This is how I generated a private/public key pair for securing the SSH logins for the user
admin on my pfSense.
Table of contents
Secure shell (SSH) is the encrypted protocol used to log in to user accounts on remote Linux or Unix-like computers. Typically such user accounts are secured using passwords. When you log in to a remote computer, you must provide the user name and password for the account you are logging in to.
Passwords are the most common means of securing access to computing resources. Despite this, password-based security does have its flaws. People choose weak passwords, share passwords, use the same password on multiple systems, and so on.
SSH keys are much more secure, and once they’re set up, they’re just as easy to use as passwords.
SSH keys are created and used in pairs. The two keys are linked and cryptographically secure. One is your public key, and the other is your private key. They are tied to your user account. If multiple users on a single computer use SSH keys, they will each receive their own pair of keys.
Your private key is installed in your home folder (usually), and the public key is installed on the remote computer—or computers—that you will need to access.
Your private key must be kept safe. If it is accessible to others, you are in the same position as if they had discovered your password. A sensible—and highly recommended—precaution is for your private key to be encrypted on your computer with a robust passphrase.
The public key can be shared freely without any compromise to your security. It is not possible to determine what the private key is from an examination of the public key. The private key can encrypt messages that only the private key can decrypt.
When you make a connection request, the remote computer uses its copy of your public key to create an encrypted message. The message contains a session ID and other metadata. Only the computer in possession of the private key—your computer—can decrypt this message.
Your computer accesses your private key and decrypts the message. It then sends its own encrypted message back to the remote computer. Amongst other things, this encrypted message contains the session ID that was received from the remote computer.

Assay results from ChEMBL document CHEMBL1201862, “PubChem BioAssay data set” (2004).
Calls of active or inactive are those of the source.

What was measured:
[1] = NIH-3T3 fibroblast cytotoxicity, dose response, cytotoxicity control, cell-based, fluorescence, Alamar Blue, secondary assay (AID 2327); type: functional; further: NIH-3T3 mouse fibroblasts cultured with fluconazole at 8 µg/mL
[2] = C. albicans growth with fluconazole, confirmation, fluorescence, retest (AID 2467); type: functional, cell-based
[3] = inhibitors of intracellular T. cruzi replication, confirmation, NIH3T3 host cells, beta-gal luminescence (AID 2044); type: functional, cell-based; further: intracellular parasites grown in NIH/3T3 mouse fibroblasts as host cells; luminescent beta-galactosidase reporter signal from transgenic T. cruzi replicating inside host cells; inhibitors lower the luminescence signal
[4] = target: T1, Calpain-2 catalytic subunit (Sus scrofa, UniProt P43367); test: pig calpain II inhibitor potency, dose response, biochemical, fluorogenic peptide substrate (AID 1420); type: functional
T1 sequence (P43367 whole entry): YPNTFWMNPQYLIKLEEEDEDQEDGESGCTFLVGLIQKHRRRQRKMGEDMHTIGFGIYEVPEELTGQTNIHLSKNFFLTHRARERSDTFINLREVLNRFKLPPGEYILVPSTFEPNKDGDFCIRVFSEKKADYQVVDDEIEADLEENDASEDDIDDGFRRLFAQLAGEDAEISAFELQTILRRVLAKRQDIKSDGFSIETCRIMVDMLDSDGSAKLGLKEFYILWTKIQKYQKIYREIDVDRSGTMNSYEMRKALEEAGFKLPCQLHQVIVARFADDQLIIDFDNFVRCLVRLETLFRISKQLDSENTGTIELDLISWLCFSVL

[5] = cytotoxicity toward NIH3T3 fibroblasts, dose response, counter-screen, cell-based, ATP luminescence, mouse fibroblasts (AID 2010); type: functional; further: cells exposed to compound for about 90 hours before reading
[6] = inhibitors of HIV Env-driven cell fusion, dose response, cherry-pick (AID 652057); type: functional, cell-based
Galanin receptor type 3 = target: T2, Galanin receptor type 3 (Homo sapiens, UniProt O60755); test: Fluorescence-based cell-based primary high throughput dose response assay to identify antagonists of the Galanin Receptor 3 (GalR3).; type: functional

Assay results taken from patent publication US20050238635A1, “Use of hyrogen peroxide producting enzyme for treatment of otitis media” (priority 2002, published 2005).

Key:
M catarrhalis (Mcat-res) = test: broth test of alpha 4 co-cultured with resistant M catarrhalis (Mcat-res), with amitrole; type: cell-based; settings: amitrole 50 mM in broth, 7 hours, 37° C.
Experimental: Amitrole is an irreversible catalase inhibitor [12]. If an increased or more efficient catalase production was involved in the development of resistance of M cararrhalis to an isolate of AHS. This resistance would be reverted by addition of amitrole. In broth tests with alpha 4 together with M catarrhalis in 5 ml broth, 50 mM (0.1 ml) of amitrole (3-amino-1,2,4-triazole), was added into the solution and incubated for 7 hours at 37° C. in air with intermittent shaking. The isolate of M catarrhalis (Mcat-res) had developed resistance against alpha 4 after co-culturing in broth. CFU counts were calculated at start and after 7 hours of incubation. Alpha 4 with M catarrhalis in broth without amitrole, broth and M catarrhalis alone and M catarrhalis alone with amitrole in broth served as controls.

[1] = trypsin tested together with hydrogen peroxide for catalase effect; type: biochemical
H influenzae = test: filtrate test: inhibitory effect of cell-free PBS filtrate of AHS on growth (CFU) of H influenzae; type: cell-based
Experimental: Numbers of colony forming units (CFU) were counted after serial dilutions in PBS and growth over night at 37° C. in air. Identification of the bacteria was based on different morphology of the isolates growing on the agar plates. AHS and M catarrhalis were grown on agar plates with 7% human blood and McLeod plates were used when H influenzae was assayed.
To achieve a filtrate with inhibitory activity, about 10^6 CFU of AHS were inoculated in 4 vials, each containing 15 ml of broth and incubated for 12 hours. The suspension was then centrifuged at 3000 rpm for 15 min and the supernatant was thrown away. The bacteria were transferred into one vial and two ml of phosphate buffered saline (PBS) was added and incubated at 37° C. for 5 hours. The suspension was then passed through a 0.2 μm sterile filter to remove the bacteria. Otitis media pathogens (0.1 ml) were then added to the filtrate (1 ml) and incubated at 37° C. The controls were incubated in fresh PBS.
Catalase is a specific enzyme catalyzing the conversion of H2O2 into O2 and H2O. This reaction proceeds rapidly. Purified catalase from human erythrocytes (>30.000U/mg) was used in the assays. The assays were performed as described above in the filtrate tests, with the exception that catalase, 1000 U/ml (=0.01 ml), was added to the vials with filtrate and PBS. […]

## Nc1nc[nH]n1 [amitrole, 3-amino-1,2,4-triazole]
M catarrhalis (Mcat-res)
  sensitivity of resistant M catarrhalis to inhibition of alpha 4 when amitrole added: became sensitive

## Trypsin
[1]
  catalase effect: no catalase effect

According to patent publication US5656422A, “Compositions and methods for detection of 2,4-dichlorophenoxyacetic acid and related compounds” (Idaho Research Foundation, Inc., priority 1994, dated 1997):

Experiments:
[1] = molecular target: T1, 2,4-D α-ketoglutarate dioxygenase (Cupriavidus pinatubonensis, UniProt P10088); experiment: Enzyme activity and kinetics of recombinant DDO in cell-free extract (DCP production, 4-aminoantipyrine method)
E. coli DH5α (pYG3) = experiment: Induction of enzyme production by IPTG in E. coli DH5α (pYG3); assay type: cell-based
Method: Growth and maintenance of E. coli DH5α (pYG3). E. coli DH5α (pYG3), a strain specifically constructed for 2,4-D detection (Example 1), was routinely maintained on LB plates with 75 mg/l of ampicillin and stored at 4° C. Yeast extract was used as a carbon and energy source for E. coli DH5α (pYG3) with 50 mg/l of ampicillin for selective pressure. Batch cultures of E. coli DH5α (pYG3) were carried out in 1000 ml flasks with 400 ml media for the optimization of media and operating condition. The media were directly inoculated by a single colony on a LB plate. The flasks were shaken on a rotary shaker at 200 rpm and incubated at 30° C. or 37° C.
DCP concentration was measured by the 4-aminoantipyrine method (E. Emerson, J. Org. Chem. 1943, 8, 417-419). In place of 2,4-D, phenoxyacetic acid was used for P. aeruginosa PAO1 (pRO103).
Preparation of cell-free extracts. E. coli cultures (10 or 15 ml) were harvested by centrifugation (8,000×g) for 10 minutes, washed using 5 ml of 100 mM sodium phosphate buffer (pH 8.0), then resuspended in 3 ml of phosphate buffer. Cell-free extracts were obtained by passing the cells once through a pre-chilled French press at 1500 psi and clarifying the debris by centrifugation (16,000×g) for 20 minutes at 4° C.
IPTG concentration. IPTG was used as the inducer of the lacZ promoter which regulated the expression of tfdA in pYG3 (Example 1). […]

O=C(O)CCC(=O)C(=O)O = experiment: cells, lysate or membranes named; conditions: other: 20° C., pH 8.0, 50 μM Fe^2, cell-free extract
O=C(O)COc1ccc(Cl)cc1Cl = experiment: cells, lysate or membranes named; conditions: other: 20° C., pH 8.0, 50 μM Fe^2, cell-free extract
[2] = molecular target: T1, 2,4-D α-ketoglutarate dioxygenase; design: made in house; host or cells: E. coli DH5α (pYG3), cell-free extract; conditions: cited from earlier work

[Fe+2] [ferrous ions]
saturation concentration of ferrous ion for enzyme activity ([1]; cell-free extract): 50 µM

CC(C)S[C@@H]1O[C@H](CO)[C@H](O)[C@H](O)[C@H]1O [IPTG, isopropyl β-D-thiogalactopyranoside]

The remote computer now knows that you must be who you say you are because only your private key could extract the session Id from the message it sent to your computer.
- pfSense 2.4.5-RELEASE-p3 (amd64)
- linux client
┌─[jd@asdf]─[~] └──╼ $ssh-keygen Generating public/private rsa key pair. Enter file in which to save the key (/home/jd/.ssh/id_rsa): Enter passphrase (empty for no passphrase): Enter same passphrase again: Your identification has been saved in /home/jd/.ssh/id_rsa Your public key has been saved in /home/jd/.ssh/id_rsa.pub The key fingerprint is: SHA256:JD2Hht3UTSSWYmroN4X5dx5DGe8YRNJu/co4YMAa7JY jd@asdf The key's randomart image is: +---[RSA 3072]----+ | .o+o.=oo | | ++=oo* | | . . ..==+Bo. | | o o +oZ*.. | | . + o *S+.. | | D * o . . | | . . + + . | | o p | | . | +----[SHA256]-----+ ┌─[jd@asdf]─[~]
Remember the passphrase, and I suggest renaming the key pair to something which you can remember which server this pair is used for.
To generate the pair of keys using 4096 bits of encryption, do this:
┌─[jd@asdf]─[~] └──╼ $ssh-keygen -b 4096
Navigate to System > User Management and edit the user you want to log in to pfSense with.
Copy the output from
id_rsa.pub under Keys for the user in question:
┌─[jd@asdf]─[~] └──╼ $cat /home/jd/.ssh/id_rsa.pub
┌─[jd@asdf]─[~] └──╼ $ssh -l admin 192.168.234.33 Enter passphrase for key '/home/jd/.ssh/id_rsa':
Use specific private key:
┌─[jd@asdf]─[~] └──╼ $ssh -l -i /home/jd/.ssh/server-1-admin admin 192.168.234.33 Enter passphrase for key '/home/jd/.ssh/server-1-admin: